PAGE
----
Cases That Test Your Skills

A suicide attempt, or something else?

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Ms. A, age 12, presents to the ED with altered mentation and life-threatening hypoglycemia. She has a past suicide attempt by overdose. Is this another suicide attempt?



CASE Unexplained hypoglycemia

Ms. A, age 12, is brought to the emergency department (ED) via ambulance with altered mentation and life-threatening hypoglycemia for management of a hypoglycemic seizure. Earlier that day, Ms. A’s parents had found her unresponsive and incontinent of urine. In the ED, Ms. A is minimally responsive. Her blood glucose level measurements are in the range of 30 to 39 mg/dL (reference range: 70 to 99 mg/dL), despite having received IV dextrose first from paramedics, and then in the ED. Ms. A has no history of hypoglycemia or diabetes. Her parents say that the night before coming to the ED, Ms. A had experienced flu-like symptoms, including nausea, vomiting, and diarrhea, that continued overnight and resulted in minimal food intake for 24 hours (Table 1).

Ms. A’s presentation and hospitalization

A physical exam demonstrates left-sided weakness of face, arm, and leg, rightward gaze, and left-sided neglect. However, the results of CT angiography and an MRI of the brain rule out a stroke. An EEG shows right hemispheric slowing consistent with postictal paralysis, but no ongoing seizure activity. Ms. A is transferred to the pediatric intensive care unit (PICU).

Although Ms. A has no psychiatric diagnoses, she has a history of depressive symptoms, self-harm by cutting, and a suicide attempt by ingestion of an over-the-counter (OTC) medication 1 year ago. She had reported the suicide attempt to her parents several months after the fact, and asked them to find her a therapist, which her parents arranged. She also has a history of asthma, which is well-controlled with montelukast, 5 mg/d.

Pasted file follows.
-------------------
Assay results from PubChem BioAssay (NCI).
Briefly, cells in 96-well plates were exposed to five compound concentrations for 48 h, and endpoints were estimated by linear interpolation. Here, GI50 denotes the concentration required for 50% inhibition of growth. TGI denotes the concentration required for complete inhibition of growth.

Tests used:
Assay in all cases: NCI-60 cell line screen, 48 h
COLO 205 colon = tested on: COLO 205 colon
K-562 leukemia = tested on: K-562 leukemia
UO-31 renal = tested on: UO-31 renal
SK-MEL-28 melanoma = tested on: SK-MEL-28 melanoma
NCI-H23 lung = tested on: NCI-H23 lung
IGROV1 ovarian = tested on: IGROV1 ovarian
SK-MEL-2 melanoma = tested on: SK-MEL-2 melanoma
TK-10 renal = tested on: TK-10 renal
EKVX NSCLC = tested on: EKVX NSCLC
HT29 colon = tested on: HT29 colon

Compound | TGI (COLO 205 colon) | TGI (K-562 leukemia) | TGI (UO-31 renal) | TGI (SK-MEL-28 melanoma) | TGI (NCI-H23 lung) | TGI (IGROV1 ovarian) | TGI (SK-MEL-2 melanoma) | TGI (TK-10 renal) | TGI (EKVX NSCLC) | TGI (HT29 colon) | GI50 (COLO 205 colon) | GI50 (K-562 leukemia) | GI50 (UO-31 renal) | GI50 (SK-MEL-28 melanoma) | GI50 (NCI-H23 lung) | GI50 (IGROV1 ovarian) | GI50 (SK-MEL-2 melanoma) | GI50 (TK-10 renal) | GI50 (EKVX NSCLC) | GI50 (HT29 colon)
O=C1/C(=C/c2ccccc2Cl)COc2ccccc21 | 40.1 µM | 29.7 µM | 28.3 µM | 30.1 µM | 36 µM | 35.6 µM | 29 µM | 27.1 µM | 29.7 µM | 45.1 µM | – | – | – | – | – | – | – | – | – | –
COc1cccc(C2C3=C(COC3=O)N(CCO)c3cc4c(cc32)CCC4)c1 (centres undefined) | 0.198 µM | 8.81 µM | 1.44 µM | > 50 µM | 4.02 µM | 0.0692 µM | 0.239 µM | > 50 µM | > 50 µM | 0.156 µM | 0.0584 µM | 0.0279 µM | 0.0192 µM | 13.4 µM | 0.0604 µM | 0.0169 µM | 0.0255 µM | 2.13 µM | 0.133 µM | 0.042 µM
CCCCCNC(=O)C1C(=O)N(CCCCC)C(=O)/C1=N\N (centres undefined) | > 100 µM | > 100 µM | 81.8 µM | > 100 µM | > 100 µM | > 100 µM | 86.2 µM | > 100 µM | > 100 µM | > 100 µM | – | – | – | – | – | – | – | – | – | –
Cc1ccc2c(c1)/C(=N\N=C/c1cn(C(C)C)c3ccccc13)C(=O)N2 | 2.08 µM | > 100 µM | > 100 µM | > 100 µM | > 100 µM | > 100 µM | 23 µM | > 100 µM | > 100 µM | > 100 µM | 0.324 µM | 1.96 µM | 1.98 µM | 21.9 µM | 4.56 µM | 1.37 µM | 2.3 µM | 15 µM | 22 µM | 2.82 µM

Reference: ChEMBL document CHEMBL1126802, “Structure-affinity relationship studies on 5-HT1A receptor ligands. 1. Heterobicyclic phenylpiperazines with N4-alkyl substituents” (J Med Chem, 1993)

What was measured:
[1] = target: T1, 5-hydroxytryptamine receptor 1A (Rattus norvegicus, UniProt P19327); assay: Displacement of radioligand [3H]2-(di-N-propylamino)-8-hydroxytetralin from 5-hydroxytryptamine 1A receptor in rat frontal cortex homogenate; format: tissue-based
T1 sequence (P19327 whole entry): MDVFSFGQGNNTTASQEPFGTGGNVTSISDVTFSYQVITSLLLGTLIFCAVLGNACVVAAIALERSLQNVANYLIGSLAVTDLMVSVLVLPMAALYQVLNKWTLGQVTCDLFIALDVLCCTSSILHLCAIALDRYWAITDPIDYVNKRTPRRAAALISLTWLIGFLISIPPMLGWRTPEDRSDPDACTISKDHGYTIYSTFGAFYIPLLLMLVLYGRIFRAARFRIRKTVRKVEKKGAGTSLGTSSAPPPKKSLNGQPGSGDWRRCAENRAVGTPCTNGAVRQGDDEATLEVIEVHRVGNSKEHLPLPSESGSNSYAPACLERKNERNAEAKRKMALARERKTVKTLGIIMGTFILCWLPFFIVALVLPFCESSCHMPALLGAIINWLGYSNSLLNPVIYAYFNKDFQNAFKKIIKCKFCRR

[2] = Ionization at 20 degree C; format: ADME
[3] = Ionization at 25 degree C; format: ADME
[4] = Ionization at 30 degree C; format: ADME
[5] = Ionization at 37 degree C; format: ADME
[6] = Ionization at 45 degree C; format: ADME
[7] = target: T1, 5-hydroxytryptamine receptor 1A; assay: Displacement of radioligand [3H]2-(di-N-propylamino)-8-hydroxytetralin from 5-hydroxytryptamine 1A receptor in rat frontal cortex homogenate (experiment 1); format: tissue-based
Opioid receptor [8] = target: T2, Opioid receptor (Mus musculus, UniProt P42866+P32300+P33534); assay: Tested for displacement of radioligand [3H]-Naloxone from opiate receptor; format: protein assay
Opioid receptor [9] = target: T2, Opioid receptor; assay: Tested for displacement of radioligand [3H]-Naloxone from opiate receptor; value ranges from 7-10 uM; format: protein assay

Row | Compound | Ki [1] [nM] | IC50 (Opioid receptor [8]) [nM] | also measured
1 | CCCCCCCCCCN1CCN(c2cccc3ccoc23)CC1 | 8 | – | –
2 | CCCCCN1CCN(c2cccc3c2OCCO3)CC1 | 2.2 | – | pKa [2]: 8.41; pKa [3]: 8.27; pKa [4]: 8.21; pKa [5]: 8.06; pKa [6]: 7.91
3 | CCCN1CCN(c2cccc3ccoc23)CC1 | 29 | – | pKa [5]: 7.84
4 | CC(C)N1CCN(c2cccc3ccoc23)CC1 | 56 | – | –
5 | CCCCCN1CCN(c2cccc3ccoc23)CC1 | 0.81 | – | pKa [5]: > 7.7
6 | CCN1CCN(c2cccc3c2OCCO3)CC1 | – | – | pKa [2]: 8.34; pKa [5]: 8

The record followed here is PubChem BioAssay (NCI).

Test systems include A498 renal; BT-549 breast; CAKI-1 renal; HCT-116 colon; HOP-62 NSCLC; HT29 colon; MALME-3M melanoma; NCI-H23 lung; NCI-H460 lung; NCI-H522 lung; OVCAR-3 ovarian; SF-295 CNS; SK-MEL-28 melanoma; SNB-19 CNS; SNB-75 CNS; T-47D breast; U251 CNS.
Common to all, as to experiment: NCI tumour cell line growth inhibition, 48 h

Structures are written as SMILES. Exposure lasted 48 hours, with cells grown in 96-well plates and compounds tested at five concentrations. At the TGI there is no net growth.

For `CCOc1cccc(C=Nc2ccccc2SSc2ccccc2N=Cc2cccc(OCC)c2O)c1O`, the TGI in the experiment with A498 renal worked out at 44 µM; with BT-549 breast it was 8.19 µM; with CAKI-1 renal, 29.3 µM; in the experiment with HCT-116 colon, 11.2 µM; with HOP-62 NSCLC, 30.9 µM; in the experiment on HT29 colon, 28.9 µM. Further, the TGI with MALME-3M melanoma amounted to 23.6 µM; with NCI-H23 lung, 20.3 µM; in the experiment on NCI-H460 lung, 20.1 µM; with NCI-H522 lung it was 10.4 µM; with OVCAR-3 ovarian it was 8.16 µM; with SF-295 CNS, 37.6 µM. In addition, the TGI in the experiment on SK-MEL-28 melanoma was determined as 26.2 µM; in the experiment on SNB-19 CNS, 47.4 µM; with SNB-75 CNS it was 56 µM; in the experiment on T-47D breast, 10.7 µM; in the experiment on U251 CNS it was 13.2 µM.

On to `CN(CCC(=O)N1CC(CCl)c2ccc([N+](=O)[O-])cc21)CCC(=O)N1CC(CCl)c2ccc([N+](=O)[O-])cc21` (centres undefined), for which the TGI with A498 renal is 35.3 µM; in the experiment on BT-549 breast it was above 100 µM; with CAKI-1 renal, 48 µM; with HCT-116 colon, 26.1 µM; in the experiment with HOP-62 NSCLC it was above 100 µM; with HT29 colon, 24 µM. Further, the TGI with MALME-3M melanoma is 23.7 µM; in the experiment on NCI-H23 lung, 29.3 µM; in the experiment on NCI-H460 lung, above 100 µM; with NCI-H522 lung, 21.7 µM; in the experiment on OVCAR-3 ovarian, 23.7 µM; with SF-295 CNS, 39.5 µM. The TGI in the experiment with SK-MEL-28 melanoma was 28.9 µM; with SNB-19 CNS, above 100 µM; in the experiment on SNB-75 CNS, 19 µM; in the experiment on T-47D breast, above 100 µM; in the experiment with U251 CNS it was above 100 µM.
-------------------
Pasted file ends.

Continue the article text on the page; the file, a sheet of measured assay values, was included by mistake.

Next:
EVALUATION Elevated insulin levels

Subsequent investigations for organic causes of hypoglycemia are negative for adrenal insufficiency, fatty acid oxidation defect, and sepsis. Blood results demonstrate significantly elevated insulin levels of 92.4 mcIU/mL (reference range: 2.6 to 24.9 mcIU/mL) and a C-peptide level of 9.5 ng/mL (reference range: 1.1 to 4.4 ng/mL).

On Day 1 of admission to the PICU, Ms. A’s blood glucose level normalizes, and her mentation improves. Her parents report that one of them has diabetes and takes oral hypoglycemic agents at home, including glipizide immediate release (IR) tablets, 10 mg, and long-acting insulin glargine. The treatment team suspects that Ms. A may have ingested one or both of these agents, and orders a toxicologic screening for oral hypoglycemic agents.

On Day 2, the toxicology results are returned and are positive for glipizide, which Ms. A had not been prescribed. Ms. A states that she had taken only her montelukast tablet on the day of admission and adamantly denies deliberately ingesting her parent’s diabetes medications. Her parents check the home medications and state there are no missing glipizide IR tablets or insulin vials. They also report that Ms. A had no access to extended-release glipizide.

The treatment team discuss Ms. A’s clinical condition and toxicology results with the pediatric endocrinology team. The endocrinology team states that with no history of hypoglycemic episodes, it is unlikely that Ms. A had an endogenous etiology that would present so catastrophically. In their experience, inexplicable hypoglycemia in a healthy individual who lives in a household with someone who has diabetes is due to ingestion of a hypoglycemic agent until proven otherwise.

Continue to: The authors' observations


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